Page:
The scope includes an address pool, so we have a list of available IP addresses. We have address leases, so we can see exactly what devices have been provided in IP address. I can provide reservation, so I can associate a single IP address with a Mac address and automatically configure that using DHCP, and then I have a section for scope options to provide additional details for these IP leases.
There are many different ways For a DHCP server to allocate IP addresses to these remote devices. One is through dynamic allocation. There’s a large IP address pool. As devices come onto the network, they are provided an IP address. If a device leaves the network and that particular lease expires, then that IP address is put back into the pool.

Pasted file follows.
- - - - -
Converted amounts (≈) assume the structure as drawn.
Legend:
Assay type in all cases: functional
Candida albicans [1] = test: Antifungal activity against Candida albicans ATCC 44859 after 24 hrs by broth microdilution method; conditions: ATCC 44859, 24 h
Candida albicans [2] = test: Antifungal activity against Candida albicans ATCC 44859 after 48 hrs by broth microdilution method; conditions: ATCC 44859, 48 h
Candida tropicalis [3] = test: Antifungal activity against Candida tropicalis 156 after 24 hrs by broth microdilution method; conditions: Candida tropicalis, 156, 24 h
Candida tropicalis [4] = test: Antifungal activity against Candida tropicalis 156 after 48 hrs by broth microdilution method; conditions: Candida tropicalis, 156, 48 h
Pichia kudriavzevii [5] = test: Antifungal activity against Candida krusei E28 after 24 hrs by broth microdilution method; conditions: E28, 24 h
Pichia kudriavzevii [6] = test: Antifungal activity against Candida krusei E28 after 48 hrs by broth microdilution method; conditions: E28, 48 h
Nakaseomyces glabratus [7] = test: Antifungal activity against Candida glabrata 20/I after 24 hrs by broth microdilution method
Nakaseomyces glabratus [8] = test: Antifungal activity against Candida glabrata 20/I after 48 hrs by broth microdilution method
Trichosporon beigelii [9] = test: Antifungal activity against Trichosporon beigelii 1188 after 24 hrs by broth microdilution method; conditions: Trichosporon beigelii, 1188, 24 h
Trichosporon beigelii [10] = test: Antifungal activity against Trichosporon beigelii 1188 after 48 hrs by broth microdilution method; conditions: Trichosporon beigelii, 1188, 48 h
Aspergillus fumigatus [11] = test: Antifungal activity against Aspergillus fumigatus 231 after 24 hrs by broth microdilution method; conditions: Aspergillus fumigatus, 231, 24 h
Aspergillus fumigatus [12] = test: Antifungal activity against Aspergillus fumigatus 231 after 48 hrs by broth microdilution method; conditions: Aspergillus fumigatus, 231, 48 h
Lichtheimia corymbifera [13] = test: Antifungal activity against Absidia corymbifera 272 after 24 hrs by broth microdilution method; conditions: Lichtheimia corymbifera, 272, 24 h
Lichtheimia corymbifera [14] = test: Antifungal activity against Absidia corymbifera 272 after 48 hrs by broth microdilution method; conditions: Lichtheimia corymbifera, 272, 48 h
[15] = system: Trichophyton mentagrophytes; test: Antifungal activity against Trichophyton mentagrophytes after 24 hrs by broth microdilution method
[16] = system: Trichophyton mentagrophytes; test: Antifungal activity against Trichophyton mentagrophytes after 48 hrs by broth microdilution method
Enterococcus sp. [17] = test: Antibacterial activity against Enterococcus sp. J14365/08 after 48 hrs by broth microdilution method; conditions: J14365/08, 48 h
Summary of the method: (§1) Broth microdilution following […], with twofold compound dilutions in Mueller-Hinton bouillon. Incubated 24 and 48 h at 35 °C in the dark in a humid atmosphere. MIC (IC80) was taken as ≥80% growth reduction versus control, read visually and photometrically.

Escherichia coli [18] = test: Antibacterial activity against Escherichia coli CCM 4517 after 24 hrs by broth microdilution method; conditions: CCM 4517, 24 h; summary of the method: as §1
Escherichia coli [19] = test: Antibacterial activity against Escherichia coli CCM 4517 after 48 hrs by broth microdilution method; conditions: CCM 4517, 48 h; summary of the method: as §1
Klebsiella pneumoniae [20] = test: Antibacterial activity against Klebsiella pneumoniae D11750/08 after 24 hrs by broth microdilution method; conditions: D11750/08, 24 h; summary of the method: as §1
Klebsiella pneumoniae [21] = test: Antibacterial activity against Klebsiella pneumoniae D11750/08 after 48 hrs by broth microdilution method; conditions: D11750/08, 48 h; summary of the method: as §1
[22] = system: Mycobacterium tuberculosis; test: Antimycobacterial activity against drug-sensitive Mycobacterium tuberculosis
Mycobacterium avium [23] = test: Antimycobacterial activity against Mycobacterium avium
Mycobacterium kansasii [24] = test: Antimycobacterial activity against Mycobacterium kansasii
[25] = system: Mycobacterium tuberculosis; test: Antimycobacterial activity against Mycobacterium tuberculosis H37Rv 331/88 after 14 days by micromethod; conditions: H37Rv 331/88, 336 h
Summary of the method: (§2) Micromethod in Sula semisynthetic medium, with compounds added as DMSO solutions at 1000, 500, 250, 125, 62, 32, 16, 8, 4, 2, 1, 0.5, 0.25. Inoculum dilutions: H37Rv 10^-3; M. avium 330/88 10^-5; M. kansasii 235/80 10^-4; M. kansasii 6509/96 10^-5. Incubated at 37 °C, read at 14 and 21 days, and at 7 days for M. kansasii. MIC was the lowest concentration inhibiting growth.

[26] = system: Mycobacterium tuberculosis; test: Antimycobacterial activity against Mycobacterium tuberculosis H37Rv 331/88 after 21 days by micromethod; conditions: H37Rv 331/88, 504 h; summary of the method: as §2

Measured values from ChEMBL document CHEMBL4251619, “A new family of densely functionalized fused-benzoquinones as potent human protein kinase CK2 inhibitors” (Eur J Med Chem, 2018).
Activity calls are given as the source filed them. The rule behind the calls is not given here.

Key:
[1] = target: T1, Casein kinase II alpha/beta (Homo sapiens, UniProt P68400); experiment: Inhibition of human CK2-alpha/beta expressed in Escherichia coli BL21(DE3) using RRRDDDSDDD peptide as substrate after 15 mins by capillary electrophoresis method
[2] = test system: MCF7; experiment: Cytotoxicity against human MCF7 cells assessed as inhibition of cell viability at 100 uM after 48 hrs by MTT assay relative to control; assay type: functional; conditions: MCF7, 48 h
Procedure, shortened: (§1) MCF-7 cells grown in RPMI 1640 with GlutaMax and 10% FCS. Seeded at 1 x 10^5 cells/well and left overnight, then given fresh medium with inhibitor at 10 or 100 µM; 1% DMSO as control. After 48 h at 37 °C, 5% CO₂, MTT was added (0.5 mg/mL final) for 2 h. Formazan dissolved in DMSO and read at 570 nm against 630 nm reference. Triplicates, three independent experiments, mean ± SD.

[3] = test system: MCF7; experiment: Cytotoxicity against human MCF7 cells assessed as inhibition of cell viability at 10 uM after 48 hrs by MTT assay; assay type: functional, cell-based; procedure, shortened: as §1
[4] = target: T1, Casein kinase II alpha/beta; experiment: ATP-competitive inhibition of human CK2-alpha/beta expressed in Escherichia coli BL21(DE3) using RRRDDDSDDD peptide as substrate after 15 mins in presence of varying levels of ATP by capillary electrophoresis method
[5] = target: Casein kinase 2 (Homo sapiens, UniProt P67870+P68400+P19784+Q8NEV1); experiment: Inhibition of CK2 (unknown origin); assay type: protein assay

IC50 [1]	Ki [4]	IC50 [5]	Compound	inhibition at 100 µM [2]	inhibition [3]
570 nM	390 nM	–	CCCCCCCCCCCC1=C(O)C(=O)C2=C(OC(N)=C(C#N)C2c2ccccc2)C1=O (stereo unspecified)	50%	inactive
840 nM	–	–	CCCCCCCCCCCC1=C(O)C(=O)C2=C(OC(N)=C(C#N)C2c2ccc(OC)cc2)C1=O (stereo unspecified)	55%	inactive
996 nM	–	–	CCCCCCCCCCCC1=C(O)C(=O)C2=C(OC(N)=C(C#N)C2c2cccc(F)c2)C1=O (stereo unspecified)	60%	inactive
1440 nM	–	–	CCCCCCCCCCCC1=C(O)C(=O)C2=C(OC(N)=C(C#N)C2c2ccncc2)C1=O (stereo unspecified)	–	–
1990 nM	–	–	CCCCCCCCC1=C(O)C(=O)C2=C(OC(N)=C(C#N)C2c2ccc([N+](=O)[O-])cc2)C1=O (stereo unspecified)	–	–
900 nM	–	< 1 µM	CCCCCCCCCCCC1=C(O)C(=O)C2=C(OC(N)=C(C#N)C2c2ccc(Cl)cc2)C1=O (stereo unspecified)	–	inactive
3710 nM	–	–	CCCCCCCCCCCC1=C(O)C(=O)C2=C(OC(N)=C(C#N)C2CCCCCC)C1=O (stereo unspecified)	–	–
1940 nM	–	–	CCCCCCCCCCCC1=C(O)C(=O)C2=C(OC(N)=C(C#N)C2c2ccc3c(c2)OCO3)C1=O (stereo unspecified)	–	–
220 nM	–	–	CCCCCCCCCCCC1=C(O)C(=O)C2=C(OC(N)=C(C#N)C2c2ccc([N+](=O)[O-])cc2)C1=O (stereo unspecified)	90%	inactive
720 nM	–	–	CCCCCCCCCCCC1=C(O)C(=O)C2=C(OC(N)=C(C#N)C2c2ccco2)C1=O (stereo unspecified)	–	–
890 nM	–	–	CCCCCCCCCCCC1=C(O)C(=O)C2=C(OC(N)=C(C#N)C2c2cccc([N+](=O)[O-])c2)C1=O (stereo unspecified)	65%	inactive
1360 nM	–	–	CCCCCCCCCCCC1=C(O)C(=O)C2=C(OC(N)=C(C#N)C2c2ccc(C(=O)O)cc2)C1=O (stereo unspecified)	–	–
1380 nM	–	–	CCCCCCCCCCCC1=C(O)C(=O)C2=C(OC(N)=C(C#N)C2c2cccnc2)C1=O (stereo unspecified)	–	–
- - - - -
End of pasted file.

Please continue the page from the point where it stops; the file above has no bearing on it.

When that device comes back onto the network, it may or may not be provided the same IP address. One is simply chosen from the pool again and provided to that particular device. With an automatic allocation, a device that receives an IP address will always have that IP address associated with that device. The DHCP server is going to keep a list of all of the Mac addresses, and it’s going to permanently associate an IP address to that Mac address. That means if you were to leave the network and come back a month later, you’ll be assigned exactly the same IP address that you received a month ago.